Widespread tree planting and climate-appropriate landscaping offer substantial environmental benefits. Trees and vegetation control erosion, protect water supplies, provide food, create habitat for wildlife, and clean the air by absorbing carbon dioxide and releasing oxygen.
The National Academy of Sciences (NAS) estimates that urban America has 100 million potential “tree spaces” (i.e., spaces where trees could be planted). NAS further estimates that filling these spaces with trees and lightening the color of dark, urban surfaces would result in annual energy savings of 50 billion kilowatthours—25% of the 200 billion kilowatthours consumed every year by air conditioners in the United States. This would reduce electric power plant emissions of carbon dioxide by 35 million tons (32 million metric tons) annually and save users of utility-supplied electricity $3.5 billion each year (assuming an average of $0.07 per kilowatt-hour).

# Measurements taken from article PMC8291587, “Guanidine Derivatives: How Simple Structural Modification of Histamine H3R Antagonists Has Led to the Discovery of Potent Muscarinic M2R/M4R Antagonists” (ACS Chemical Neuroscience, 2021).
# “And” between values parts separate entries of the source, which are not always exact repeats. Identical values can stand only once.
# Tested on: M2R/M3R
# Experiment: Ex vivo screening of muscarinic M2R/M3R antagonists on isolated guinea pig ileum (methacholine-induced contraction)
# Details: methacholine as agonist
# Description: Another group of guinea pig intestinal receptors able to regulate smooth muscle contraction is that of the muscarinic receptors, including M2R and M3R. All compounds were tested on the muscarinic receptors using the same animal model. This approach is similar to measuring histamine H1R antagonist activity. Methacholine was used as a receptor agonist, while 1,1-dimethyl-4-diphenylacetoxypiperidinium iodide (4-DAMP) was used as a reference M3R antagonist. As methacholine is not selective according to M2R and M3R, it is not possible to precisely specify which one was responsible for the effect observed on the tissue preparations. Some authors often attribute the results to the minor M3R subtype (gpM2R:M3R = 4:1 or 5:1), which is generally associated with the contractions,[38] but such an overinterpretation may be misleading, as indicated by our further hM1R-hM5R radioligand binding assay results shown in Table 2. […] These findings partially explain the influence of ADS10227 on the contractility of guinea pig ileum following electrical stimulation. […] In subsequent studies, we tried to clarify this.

Also, some species of trees, bushes, and grasses require less water than others. Some species are naturally more resistant to pests, so they require less pesticides. Another alternative to pesticides is integrated pest management,an emerging field that uses least-toxic pest control strategies. One example is to introduce certain insects such as praying mantises or ladybugs to feed on—and limit populations of—landscape-consuming pests.
Certain grasses, such as buffalo grass and fescue, only grow to a certain height— roughly 6 inches (15 centimeters) and are water thrifty. By using these species, you can eliminate the fuel, water, and time consumption associated with lawn mowing, watering, and trimming. Also, recent studies have found that gasoline-powered mowers, edge trimmers, and leaf blowers contribute to air pollution.
Landscaping may be your best long-term investment for reducing heating and cooling costs.